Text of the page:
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Junte v. Colvin

United States District Court, E.D. Missouri, Northern Division

October 17, 2014

DONNA JUNTE for, MICHAEL G. JUNTE, Deceased Plaintiff,
v.
CAROLYN W. COLVIN, Acting Commissioner of Social Security, Defendant.

OPINION, MEMORANDUM AND ORDER

HENRY EDWARD AUTREY, District Judge.

This matter is before the Court on Plaintiff's request for judicial review, under 28 U.S.C. § 1383(c)(3), of the final decision of Defendant denying Plaintiff's application for Disability Insurance Benefits (DIB) under Title II of the Social Security Act, 42 U.S.C. §401, et seq. For the reasons set forth below, the Court affirms the Commissioner's denial of Plaintiff's application.

Facts and Background

At the time of the alleged onset of disability Plaintiff was 59 years old. He had a twelfth grade education and work experience as a sheet metal worker. The ALJ found Plaintiff had the severe impairments of: degenerative disk disease and peripheral artery disease as they caused more than a minimal interference with daily activities. The ALJ also found that Plaintiff had the residual functional capacity to perform a full range of medium work. The ALJ further found Plaintif was capable of performing past relevant work as a sheet metal assembler. At the October 27, 2009 hearing, the wife of the Plaintiff testified. The death of the Plaintiff preceded the hearing. There was testimony they had been married some 41 and one half years. She testified her husband had been employed by McDonnell Douglas/Boeing Aircraft from 1973 through September 30, 2006 doing sheet metal work. While in that capacity he had to lift up to 100 pounds from time to time. He was on his feet all the time and upon his retirement in 2006 he had difficulty walking and standing. He also complained of pain in his legs. She testified he would sit down from time to time to relieve the discomfort and rub his legs. In addition he could only be on his feet for about 10 minutes before he would have to sit down and sit only 30 minutes before he would have to stand. He would also elevate his legs, in the morning and in the evening, to relieve the discomfort. There was also testimony from a friend who stated he and Plaintiff fished every weekend until Plaintiff had problems walking, sitting ans standing. Plaintiff stopped fishing and hunting because he could not walk over 100 yards without experiencing leg, back pain, or foot pain.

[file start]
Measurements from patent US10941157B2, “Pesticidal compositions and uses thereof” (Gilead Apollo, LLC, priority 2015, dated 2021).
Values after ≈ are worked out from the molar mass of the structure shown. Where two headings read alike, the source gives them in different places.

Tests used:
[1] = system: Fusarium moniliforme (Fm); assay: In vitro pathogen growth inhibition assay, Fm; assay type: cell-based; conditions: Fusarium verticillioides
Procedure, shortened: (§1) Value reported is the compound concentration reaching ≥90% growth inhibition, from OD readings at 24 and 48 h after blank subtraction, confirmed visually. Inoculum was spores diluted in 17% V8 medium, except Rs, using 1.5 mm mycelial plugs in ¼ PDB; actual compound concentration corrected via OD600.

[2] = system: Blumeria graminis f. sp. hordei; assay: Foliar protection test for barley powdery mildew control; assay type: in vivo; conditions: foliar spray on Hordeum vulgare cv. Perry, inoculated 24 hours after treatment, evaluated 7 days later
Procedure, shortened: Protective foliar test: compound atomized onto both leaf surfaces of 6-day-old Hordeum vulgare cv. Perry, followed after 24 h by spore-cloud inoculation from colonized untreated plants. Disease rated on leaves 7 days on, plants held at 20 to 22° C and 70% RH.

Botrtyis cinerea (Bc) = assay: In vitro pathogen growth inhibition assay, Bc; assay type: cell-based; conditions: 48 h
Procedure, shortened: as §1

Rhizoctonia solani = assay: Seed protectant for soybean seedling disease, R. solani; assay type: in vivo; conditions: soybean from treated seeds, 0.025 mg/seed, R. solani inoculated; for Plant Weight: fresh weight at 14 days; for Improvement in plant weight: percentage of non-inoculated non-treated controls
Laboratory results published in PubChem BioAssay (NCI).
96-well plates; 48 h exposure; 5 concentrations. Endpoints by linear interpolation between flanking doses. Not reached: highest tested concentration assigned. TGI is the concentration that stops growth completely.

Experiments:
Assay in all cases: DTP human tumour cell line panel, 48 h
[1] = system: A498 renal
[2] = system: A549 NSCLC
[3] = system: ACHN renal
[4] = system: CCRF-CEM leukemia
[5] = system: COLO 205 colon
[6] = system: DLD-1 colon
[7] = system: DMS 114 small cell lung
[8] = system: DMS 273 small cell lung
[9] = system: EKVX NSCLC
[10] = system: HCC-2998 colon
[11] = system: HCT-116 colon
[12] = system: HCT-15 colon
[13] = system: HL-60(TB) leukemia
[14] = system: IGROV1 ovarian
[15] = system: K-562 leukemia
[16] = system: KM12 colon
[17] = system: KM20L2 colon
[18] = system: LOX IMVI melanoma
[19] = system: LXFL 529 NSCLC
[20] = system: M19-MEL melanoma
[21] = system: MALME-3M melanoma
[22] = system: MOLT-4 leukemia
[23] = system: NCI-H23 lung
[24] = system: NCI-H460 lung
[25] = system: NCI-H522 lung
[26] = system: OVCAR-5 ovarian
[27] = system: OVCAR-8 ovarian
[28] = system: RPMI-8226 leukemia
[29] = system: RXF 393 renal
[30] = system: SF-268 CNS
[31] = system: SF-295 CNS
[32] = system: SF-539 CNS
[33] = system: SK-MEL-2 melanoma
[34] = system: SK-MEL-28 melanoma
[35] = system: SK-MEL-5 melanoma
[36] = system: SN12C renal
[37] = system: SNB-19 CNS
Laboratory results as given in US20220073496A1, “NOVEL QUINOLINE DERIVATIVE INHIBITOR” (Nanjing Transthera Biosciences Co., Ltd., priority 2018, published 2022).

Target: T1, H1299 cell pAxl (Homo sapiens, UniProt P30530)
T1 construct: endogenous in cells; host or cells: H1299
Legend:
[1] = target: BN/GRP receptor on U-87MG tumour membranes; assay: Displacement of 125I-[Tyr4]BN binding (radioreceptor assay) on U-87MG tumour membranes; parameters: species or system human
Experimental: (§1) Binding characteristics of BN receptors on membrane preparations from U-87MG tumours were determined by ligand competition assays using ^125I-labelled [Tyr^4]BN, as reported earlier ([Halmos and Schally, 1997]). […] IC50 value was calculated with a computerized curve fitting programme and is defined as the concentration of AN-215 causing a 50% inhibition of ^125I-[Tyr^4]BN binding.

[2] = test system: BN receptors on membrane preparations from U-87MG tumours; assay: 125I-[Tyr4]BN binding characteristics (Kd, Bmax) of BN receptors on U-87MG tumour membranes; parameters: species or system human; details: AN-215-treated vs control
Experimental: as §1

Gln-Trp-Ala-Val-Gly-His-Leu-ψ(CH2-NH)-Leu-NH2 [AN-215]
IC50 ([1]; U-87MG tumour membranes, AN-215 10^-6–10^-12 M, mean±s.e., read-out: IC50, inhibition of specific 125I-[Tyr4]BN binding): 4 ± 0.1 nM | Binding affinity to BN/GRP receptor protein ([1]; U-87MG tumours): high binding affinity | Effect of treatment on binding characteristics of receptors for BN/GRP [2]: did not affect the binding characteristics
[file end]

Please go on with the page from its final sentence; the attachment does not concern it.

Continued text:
Issue Statement

The general issues in a Social Security case are whether the final decision of the Commissioner is consistent with the Act, regulations, and applicable case law, and whether the Commissioner's final decision is supported by substantial evidence on the record as a whole. The issues here are limited. There are two issues raised by Plaintiff. One is whether the ALJ erred in assessing Plaintiffs' residual functional capacity (RFC) and finding he could perform his past relevant work at step four of the sequential evaluation process. The second issue is whether the ALJ properly considered the alleged onset date.

Standard of Review

This Court is limited in its review. The Court may merely determine whether the Commissioner's decision is supported by substantial evidence on the record as a whole. See Finch v. Astrue, 547 F.3d 933, 935 (8th Cir. 2008). Substantial evidence is less than a preponderance, but enough that a reasonable mind might accept as adequate in support of the Commissioner's conclusion. See Juszczyk v. Astrue, 542 F.3d 626, 631 (8th Cir. 2008). The court must consider evidence that both supports and detracts from the decision. An administrative decision is not subject to reversal, however, simply because some evidence may support the opposite conclusion. See Finch, 547 F.3d at 935. A court should disturb the ALJ's decision only if it falls outside the available "zone of choice;" a decision is not outside the zone of choice simply because the court may have reached a different conclusion had the court been the finder of fact in the first instance. See Buckner v. Astrue, 646 F.3d 549, 556 (8th Cir. 2011), McNamara v. Astrue, 590 F.3d 607, 610 (8th Cir. 2010) (If substantial evidence supports the Commissioner's decision, the court "may not reverse, even if inconsistent conclusions may be drawn from the evidence, and [the court] may have reached a different outcome"). A court should "defer heavily to the findings and conclusions of the Social Security Administration." Hurd v. Astrue, 621 F.3d 734, 738 (8th Cir. 2010) (quoting Howard v. Massanari, 255 F.3d 577, 581 (8th Cir. 2001)). "If, after reviewing the record, the court finds it is possible to draw two inconsistent positions from the evidence and one of those positions represents the ALJ's findings, the court must affirm the ALJ's decision.'" Partee v. Astrue, 638 F.3d 860, 863 (8th Cir.2011) (quoting Goff v. Barnhart, 421 F.3d 785, 789 (8th Cir.2005)). The Court should disturb the administrative decision only if it falls outside the available "zone of choice" of conclusions that a reasonable fact finder could have reached. Hacker v. Barnhart, 459 F.3d 934, 936 (8th Cir.2006).